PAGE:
NEW YORK — The Shops at Atlas Park, the city’s first lifestyle center to be located in Glendale, Queens, in 2005, is an experiment for sure.
For retailers, it’s largely untested territory and well removed from more familiar grounds in the borough, like Austin Street in Forest Hills, or Queens Center on Queens Boulevard. As the crow flies, the center is 5 miles from Columbus Circle, according to officials.
Within its projected 375,000 square feet for retail, the plan calls for 60 stores, including several as small as 500 square feet and two or three that could contain 20,000 to 30,000 square feet. Most are envisioned as being less than 10,000 square feet.
Damon Hemmerdinger, the project’s development director, said the local demographics are heterogeneous. “There are many people who will not be able to afford the goods, and many who can afford the goods. There are 43,000 households earning over $100,000 within a 3 1/2- mile radius. That’s a huge density.”
He envisions a tenant mix of two-thirds national chains, similar to the makeup of other lifestyle centers, including those selling fashion, books and home furnishings and restaurants. About a third could be local tenants. Atlas Park’s leasing team is targeting retailers of men’s, women’s, teens and kid’s wear, jewelry, shoes, fashion accessories, housewares, gourmet foods and a variety of cafes, bistros and restaurants. The project will also include a six-screen cinema.
The customer draw is expected to be primarily from central Queens, with the core market including Forest Hills, Astoria, Kew Gardens, Glendale, Middle Village, Maspeth and Rego Park, and possibly western Queens, such as Astoria. Fall 2005 is the anticipated opening for the project, which is owned and operated by Atco, a family-owned real estate business with limited retail experience but with a long track record in commercial property in the city.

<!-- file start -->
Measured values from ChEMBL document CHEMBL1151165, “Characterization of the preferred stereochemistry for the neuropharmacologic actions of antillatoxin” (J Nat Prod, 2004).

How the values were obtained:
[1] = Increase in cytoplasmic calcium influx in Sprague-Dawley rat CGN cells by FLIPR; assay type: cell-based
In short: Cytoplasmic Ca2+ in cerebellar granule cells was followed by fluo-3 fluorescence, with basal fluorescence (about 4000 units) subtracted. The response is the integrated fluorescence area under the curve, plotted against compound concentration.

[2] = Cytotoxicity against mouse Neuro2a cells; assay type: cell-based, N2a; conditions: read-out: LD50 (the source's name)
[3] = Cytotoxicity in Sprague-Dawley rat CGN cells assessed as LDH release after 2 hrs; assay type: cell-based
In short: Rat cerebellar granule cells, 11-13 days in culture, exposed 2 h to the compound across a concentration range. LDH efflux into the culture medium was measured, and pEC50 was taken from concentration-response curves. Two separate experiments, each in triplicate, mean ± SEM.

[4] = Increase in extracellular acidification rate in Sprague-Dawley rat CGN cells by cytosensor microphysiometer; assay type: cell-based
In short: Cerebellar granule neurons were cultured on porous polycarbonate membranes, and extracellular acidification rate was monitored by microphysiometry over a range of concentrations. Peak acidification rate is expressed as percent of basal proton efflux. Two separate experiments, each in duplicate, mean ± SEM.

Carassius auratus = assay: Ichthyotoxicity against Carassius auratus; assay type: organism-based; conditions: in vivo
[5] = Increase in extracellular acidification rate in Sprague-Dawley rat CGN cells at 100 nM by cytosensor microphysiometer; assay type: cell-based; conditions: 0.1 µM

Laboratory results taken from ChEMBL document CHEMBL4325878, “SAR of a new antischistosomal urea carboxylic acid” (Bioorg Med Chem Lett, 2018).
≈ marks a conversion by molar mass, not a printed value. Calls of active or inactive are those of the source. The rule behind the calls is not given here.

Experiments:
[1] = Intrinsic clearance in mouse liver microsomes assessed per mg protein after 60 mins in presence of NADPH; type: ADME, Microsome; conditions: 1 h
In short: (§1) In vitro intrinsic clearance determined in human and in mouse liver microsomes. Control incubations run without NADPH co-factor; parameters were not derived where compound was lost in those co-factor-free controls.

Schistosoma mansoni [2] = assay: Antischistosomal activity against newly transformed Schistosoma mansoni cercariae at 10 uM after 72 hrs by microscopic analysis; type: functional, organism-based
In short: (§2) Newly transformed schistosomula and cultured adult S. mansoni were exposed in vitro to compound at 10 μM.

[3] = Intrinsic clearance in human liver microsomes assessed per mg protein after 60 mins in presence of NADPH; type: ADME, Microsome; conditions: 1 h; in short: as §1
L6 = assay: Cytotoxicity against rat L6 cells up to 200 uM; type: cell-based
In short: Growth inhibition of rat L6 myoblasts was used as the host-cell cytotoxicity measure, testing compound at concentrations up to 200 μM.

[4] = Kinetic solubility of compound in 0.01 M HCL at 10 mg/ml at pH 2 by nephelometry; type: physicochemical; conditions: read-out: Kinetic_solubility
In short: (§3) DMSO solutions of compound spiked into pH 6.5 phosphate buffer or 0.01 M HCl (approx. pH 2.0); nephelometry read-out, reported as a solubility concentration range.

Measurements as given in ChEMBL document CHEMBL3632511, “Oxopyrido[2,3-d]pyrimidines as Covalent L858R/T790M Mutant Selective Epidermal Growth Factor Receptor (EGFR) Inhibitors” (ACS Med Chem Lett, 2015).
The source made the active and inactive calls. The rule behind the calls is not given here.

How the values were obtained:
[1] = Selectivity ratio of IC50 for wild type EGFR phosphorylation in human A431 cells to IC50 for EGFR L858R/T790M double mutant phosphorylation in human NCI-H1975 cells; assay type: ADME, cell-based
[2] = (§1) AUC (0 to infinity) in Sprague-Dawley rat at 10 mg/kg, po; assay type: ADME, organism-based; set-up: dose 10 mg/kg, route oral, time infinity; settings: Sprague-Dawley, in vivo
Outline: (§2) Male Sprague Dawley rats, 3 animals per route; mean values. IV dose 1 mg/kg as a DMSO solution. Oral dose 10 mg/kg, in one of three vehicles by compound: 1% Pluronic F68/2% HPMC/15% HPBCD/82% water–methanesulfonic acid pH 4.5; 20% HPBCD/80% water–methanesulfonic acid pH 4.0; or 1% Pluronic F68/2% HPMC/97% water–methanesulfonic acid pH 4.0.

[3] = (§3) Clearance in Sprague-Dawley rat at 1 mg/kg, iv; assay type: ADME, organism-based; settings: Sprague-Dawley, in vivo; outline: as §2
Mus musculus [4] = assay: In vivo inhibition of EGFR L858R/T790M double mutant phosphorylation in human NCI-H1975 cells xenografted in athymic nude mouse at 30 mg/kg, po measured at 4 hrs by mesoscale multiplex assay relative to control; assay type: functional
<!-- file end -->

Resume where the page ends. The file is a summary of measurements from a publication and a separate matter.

Asked what makes The Shops at Atlas Park a lifestyle center, Hemmerdinger said, “It’s open-air, not enclosed. It will attract the kind of tenants that are typically in lifestyle centers, and there is a higher-than-normal attention to architecture and design, compared to a strip center.”He also said there will be a small amount of convenience parking in front of the stores, as well as a 1,400-car parking structure, and a 2.5-acre park, with events possibly taking place there on weekends.
Hemmerdinger acknowledged that The Shops at Atlas Park won’t be an instant sell to retailers. “They are feeling a bit uncertain about this new market,” he said, adding that it’s not like trying to sell Michigan Avenue in Chicago or New York’s Madison Avenue. “We do have to explain the market to them. There’s no simple demographic ring. Retailers have to be willing to really learn the market,” he said.
However, the owner, Atco Properties & Management Inc., is very familiar with the area, having owned the land for 80 years. Atlas Park, formerly known as Atlas Terminals, contains 40 manufacturing and warehouse buildings, including apparel knitters and distributors of medical supplies and candy. Several are vacant and eight are being converted for the project. Atco owns and manages commercial, industrial and residential properties and provides real estate services, including tenant representation, consulting, management, construction and investment.
“The motivation for this project is to do something in response to the decline in the manufacturing base,” said Hemmerdinger.
Describing the architectural vision, Hemmerdinger said, “The buildings that face onto that park are white stucco, simplified interpretations of historic forms that will evoke a sense of familiarity and comfort. Other buildings not facing the park, the existing brick loft buildings from [early last century] will be restored.”
He said he hopes Atlas Park attracts the type of better specialty tenants found in Roosevelt Field Shopping Center in Garden City, Long Island, and consumers who have been in the habit of shopping at Nassau County shopping malls, such as Roosevelt Field, rather than attracting those frequenting the kind of stores typically found on Steinway or Myrtle Streets in Queens.
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